Author Topic: the shift towards foreign ownership is expected to accelerate.  (Read 310 times)

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Offline thaiga

Foreigners hit London for property buying spree

Overseas appetite for London property has gathered momentum in the week before Christmas, with foreign investors hitting the capital for a £1.3bn ($2bn) spending spree.

In a series of big-ticket deals, buyers from across Asia, Africa and Europe have snapped up skyscrapers, upmarket clothes shops and sprawling
The deals will bring cheer to the London property market as it prepares to shut for Christmas.

It also offers a reminder of the continuing lure of the capital’s property market amid turmoil in the eurozone, and heralds a year in which the shift towards foreign ownership is expected to accelerate.

“Buyers are aware that now is a good time to come into the London market as many sellers are distressed or concerned about the impact of the eurozone crisis on future valuations,” said James Beckham, director of capital markets at Jones Lang LaSalle, the property services group.

The most notable deal of the week was the completion of the £282.5m sale of Tower 42, the tallest occupied skyscraper in the City and former headquarters of NatWest bank. It was bought by Nathan Kirsh, the South African property tycoon, from BlackRock and Hermes Real Estate.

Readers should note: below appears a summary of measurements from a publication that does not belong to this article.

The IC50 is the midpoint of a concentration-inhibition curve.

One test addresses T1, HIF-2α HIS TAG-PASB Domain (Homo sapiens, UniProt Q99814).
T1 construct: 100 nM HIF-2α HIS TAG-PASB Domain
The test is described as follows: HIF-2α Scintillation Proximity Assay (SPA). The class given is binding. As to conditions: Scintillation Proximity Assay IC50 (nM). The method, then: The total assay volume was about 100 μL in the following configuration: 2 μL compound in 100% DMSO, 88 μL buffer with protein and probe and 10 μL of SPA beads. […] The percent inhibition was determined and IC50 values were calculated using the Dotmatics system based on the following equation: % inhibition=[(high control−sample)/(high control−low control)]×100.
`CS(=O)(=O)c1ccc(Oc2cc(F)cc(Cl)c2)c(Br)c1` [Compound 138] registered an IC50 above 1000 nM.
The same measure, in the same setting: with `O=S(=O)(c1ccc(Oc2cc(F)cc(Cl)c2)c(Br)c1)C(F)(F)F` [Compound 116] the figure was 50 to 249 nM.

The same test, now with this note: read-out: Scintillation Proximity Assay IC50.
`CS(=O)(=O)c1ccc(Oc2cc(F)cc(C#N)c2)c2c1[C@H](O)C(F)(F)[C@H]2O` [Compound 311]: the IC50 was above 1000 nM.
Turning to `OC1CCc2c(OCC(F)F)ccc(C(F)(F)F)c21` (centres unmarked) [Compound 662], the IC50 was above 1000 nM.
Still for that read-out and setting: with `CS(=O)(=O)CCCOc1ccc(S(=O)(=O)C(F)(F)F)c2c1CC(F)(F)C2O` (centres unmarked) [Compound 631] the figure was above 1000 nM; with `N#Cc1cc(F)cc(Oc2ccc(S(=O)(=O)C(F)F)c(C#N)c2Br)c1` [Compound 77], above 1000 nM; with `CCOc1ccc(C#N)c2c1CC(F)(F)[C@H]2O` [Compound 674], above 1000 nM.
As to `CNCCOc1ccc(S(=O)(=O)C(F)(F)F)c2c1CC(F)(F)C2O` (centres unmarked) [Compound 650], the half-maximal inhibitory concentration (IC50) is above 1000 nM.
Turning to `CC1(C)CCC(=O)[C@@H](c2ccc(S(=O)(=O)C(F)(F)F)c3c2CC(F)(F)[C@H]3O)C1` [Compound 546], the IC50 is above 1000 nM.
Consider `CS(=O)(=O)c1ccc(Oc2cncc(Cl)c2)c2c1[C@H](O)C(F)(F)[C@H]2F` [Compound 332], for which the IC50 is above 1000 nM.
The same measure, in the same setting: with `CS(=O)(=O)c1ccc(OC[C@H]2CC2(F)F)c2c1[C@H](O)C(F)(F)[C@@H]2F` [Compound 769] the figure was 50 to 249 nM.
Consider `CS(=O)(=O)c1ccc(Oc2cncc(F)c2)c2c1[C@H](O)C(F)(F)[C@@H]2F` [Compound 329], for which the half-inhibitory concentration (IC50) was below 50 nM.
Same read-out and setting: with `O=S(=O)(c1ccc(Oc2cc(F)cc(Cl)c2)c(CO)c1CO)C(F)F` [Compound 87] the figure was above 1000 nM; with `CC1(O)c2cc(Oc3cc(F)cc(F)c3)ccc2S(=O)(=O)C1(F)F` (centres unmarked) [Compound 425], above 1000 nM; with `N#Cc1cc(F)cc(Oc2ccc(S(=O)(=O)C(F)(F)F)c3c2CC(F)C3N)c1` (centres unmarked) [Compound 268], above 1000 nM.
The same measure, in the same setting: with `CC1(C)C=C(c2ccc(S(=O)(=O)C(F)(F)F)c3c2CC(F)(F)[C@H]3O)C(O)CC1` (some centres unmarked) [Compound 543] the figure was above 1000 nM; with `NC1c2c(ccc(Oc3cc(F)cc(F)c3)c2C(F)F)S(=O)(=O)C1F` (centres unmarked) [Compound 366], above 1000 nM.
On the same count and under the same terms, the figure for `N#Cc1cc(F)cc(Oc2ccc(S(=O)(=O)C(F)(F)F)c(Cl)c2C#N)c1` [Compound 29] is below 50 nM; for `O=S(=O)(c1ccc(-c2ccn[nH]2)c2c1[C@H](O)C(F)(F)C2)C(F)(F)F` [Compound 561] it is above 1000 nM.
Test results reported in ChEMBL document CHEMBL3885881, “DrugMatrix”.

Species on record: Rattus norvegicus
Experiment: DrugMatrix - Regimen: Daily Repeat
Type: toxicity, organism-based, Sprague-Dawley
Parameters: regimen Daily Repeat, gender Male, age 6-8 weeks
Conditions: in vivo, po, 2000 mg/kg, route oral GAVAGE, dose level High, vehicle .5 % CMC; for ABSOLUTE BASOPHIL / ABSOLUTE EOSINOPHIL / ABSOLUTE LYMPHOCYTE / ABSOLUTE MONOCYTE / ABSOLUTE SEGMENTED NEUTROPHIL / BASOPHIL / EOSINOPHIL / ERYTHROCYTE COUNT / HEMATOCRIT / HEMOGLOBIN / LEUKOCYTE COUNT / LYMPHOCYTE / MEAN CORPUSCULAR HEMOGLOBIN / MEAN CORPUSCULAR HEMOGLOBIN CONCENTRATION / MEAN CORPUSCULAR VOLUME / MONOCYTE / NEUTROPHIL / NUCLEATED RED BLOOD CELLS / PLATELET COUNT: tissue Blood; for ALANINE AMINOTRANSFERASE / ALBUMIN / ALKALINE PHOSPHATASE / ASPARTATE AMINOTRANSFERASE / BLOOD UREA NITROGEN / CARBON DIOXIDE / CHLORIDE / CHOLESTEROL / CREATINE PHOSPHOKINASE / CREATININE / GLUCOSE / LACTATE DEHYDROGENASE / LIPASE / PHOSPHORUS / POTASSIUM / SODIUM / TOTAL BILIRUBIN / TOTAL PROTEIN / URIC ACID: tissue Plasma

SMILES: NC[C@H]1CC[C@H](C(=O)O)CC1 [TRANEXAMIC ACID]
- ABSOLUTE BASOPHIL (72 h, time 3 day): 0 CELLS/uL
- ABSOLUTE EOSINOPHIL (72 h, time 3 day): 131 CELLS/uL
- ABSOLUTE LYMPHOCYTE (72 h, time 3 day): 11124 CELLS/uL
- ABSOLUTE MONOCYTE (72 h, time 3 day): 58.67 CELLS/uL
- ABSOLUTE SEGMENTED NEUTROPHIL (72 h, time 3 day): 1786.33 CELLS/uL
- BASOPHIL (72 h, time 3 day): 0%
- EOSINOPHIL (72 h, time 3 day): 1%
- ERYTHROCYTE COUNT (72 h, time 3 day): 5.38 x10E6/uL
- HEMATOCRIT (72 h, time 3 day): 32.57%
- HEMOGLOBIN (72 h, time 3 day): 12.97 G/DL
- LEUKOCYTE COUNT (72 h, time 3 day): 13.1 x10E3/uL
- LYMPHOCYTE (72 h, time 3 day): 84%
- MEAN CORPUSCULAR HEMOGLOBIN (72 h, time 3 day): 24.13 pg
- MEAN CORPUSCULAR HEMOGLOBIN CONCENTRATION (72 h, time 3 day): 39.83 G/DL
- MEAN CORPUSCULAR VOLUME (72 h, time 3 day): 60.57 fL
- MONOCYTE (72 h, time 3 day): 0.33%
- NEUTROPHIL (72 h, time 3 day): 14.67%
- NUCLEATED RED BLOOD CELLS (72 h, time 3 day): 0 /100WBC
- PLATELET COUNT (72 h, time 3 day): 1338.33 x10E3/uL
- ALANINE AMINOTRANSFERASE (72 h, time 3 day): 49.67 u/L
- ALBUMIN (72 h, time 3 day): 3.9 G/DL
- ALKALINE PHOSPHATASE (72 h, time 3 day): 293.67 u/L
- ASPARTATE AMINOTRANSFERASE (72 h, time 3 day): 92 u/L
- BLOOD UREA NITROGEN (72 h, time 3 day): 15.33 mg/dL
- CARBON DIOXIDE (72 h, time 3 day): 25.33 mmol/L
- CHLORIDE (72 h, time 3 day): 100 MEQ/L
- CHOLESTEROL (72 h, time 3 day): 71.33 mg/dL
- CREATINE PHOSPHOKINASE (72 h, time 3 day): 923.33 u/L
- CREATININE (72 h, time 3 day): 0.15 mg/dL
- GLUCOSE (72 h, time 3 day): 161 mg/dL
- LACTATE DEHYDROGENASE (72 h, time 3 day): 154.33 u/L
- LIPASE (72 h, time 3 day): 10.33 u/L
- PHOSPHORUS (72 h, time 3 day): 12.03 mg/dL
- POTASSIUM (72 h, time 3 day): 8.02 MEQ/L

A few hundred metres away, the Malaysian government’s investment arm, Permodalan Nasional Bhd, snapped up a 460,000 square foot office complex for £350m. The acquisition of the Silk Street building, which sits in the shadow of the Barbican and is home to law firm Linklaters, marks a UK debut for PNB.

It is not just prime office stock that has attracted overseas interest, however. A property investment vehicle backed by Ernesto Bertarelli, the Swiss-Italian pharmaceuticals billionaire, on Wednesday announced its first investment, acquiring a 186,000 sq ft mixed-used building in Mayfair in a deal rumoured to be worth more than £100m.

LVMH chief executive Bernard Arnault, France’s richest man, is rumoured to have bought three trophy stores on London’s most expensive shopping street for £300m. The Bond Street properties, including Louis Vuitton’s flagship UK store, have been owned by Ireland’s National Asset Management Agency since June.

Martin Jepson, investment and development president at Canadian fund manager Brookfield Office Properties, said London possessed attributes that would protect it from the uncertainty stalking financial markets.

“First and foremost, London continues to be seen as the financial capital of the world and remains a safe haven for overseas money, as evidenced by the number of foreign property transactions in recent months,” Mr Jepson added.

The flow of overseas capital into London’s commercial property market during the past six months has been one of the defining trends in the global real estate industry.

London has absorbed £10.1bn of foreign investment since the middle of the year, more than double that attracted by Paris, which, at £5bn, is the next biggest draw for international capital, according to Real Capital Analytics.
Anyone who goes to a psychiatrist should have his head examined.
 

 



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